What does it really mean to walk with God? Can we determine where we are (or where someone else is) on the faith journey by external evidence? Dr. Mark Muska says it’s important to have a realistic view of walking with God, as believing, but imperfect, people:

“There’s so much more to this idea of walking with God than living some kind of sin-free life–walking through the lilies, as the angels sing, and an organ plays in the background–until we triumphantly end up in heaven. It’s a nice image, but completely unrealistic. There’s a battle to be fought, and that battle is against sin and temptation. We’ll have our successes and we’ll have our failures.”

Muska says the tendency toward legalism (something which overemphasizes our personal good works) creates major roadblocks for our faith journey, as it causes us to pretend our sins and struggles don’t exist, rather than confessing them and attaining forgiveness.

“One of the greatest damages that Christianity does is to get into this “Phantom Christianity:” that somehow we’re just living to the max, not sinning, and even temptation doesn’t bother us anymore because we are just ‘walking with God.’  There is such a pervasive atmosphere like that in so many churches, and it’s a lie; everybody in that church knows they don’t fit that phantom profile but they’ve got to ‘put the dog on’ for everybody else as if they are. That’s just dead wrong: we are going to have our times of struggle and sometimes deep struggle. Maybe it will go on for years if there’s been deep hurt.  Phantom Christianity is poison: none of us can attain that standard and we all know it. Whether we’ll admit it and live it out is another thing.”

Conversely, some of us may become overly comfortable with our sins, and stop struggling against them at all.

Some people start making excuses: ‘I’m just not perfect and I never will be, so I’m just going to keep on sinning, and Jesus will keep on forgiving me.’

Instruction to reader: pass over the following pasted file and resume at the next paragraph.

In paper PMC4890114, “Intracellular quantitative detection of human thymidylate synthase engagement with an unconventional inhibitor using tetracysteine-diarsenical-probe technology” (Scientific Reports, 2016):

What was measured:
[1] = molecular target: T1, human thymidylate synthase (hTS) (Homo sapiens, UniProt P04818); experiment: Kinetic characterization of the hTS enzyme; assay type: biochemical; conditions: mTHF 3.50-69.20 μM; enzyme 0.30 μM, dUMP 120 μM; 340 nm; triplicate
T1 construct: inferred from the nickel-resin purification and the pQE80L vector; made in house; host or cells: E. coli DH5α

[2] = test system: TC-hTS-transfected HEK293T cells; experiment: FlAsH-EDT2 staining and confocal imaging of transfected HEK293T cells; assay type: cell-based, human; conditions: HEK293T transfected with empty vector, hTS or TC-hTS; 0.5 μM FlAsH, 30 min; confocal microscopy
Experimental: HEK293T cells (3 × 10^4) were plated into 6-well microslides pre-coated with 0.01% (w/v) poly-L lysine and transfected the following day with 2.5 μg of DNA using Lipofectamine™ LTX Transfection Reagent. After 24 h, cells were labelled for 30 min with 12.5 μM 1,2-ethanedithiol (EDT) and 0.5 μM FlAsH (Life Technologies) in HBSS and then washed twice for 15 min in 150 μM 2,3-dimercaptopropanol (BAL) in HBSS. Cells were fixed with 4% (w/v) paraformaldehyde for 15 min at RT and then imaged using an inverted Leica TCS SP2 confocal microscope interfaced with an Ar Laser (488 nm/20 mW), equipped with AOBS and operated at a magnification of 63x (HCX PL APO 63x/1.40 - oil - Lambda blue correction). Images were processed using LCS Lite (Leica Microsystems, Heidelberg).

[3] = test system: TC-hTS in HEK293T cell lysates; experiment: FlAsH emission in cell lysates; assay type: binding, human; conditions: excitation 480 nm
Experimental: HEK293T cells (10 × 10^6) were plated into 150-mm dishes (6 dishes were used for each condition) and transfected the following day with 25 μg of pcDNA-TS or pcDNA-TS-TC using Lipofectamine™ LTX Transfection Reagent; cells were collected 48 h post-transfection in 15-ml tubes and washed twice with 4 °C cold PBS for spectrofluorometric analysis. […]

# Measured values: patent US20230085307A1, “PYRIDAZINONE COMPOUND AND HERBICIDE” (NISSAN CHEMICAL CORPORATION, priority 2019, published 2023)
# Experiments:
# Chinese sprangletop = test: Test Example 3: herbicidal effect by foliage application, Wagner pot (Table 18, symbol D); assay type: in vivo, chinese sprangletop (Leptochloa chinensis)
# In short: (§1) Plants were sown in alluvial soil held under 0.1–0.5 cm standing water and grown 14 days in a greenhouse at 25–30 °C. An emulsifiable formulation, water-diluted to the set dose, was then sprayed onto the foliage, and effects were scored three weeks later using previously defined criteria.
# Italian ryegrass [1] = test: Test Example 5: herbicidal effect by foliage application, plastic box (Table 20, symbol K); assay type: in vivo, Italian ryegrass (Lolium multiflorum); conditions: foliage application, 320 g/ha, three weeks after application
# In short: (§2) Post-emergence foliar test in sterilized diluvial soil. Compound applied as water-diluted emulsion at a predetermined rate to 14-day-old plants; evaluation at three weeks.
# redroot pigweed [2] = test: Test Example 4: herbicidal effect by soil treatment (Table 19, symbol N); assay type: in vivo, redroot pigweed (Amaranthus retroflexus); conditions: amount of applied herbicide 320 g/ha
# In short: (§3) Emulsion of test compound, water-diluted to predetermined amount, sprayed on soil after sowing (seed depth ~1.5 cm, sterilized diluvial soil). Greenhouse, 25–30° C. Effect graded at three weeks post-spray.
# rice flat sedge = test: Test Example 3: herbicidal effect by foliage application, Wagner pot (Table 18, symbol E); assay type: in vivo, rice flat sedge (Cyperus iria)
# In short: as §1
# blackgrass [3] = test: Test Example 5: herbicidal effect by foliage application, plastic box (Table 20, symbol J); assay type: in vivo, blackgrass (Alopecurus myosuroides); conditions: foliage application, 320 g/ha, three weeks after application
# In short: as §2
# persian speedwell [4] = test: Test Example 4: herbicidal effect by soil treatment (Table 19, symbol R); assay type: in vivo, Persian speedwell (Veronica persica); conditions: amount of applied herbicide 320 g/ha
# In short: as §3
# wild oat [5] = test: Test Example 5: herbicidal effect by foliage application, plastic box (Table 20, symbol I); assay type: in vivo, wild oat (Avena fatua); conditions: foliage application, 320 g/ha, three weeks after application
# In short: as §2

I would seriously, gently, question such a person whether they know Jesus at all, and have any kind of gratitude for His sin payment by dying on the cross. (That attitude) is just completely inconsistent with someone who really gets it–that the Savior came and died for them and provides them forgiveness of sin, that they are now cleansed, they are right with God! To have someone then make excuses and look for reasons to go on doing things that are hateful to God? That’s just completely incongruent.”

“When we become followers of Christ and put our trust in that sin payment, there’s a whole transformation of attitude that comes. Our gratitude shows itself; we desire to please God with our lives.”

Dr. Muska says the walk with God we seek comes when we bypass these two extremes and focus on learning, loving, and living the character of Christ each day.

“If we can avoid the two extremes–that legalism/performance, where you’re always on the treadmill never good enough for God, or making excuses and just keeping on whining and crying about things. There’s a middle ground where we walk with God, we take seriously the idea of pleasing Him with our lives,  and when we screw up, confess that; we admit it to God and allow His cleansing to continue to cleanse us.”


Dr. Mark Muska is Professor of Biblical and Theological Studies at University of Northwestern St. Paul. Dr. Muska is a regular guest on Faith Radio, including Connecting Faith‘s Ask the Professor where he answers live calls from listeners.

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